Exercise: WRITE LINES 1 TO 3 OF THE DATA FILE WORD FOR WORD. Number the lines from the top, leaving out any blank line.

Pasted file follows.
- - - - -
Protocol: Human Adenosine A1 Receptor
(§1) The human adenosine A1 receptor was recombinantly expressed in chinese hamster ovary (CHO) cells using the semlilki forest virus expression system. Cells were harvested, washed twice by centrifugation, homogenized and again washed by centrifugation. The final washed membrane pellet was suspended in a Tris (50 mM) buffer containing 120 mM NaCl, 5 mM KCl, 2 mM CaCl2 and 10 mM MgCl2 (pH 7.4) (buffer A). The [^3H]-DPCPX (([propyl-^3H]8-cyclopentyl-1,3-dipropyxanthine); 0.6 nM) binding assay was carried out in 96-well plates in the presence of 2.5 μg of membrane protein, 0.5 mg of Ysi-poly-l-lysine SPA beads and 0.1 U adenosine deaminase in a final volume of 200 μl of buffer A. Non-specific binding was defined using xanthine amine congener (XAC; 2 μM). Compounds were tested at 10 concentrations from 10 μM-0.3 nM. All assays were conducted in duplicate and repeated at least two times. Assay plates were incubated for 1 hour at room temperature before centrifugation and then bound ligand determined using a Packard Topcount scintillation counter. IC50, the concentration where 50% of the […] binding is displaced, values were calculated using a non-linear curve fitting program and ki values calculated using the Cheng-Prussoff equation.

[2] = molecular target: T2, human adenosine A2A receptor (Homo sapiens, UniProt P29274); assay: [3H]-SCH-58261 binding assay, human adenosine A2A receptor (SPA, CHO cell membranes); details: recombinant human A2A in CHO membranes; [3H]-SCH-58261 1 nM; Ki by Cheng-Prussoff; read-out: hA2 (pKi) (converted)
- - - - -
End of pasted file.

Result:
Protocol: Human Adenosine A1 Receptor
(§1) The human adenosine A1 receptor was recombinantly expressed in chinese hamster ovary (CHO) cells using the semlilki forest virus expression system. Cells were harvested, washed twice by centrifugation, homogenized and again washed by centrifugation. The final washed membrane pellet was suspended in a Tris (50 mM) buffer containing 120 mM NaCl, 5 mM KCl, 2 mM CaCl2 and 10 mM MgCl2 (pH 7.4) (buffer A). The [^3H]-DPCPX (([propyl-^3H]8-cyclopentyl-1,3-dipropyxanthine); 0.6 nM) binding assay was carried out in 96-well plates in the presence of 2.5 μg of membrane protein, 0.5 mg of Ysi-poly-l-lysine SPA beads and 0.1 U adenosine deaminase in a final volume of 200 μl of buffer A. Non-specific binding was defined using xanthine amine congener (XAC; 2 μM). Compounds were tested at 10 concentrations from 10 μM-0.3 nM. All assays were conducted in duplicate and repeated at least two times. Assay plates were incubated for 1 hour at room temperature before centrifugation and then bound ligand determined using a Packard Topcount scintillation counter. IC50, the concentration where 50% of the […] binding is displaced, values were calculated using a non-linear curve fitting program and ki values calculated using the Cheng-Prussoff equation.

[2] = molecular target: T2, human adenosine A2A receptor (Homo sapiens, UniProt P29274); assay: [3H]-SCH-58261 binding assay, human adenosine A2A receptor (SPA, CHO cell membranes); details: recombinant human A2A in CHO membranes; [3H]-SCH-58261 1 nM; Ki by Cheng-Prussoff; read-out: hA2 (pKi) (converted)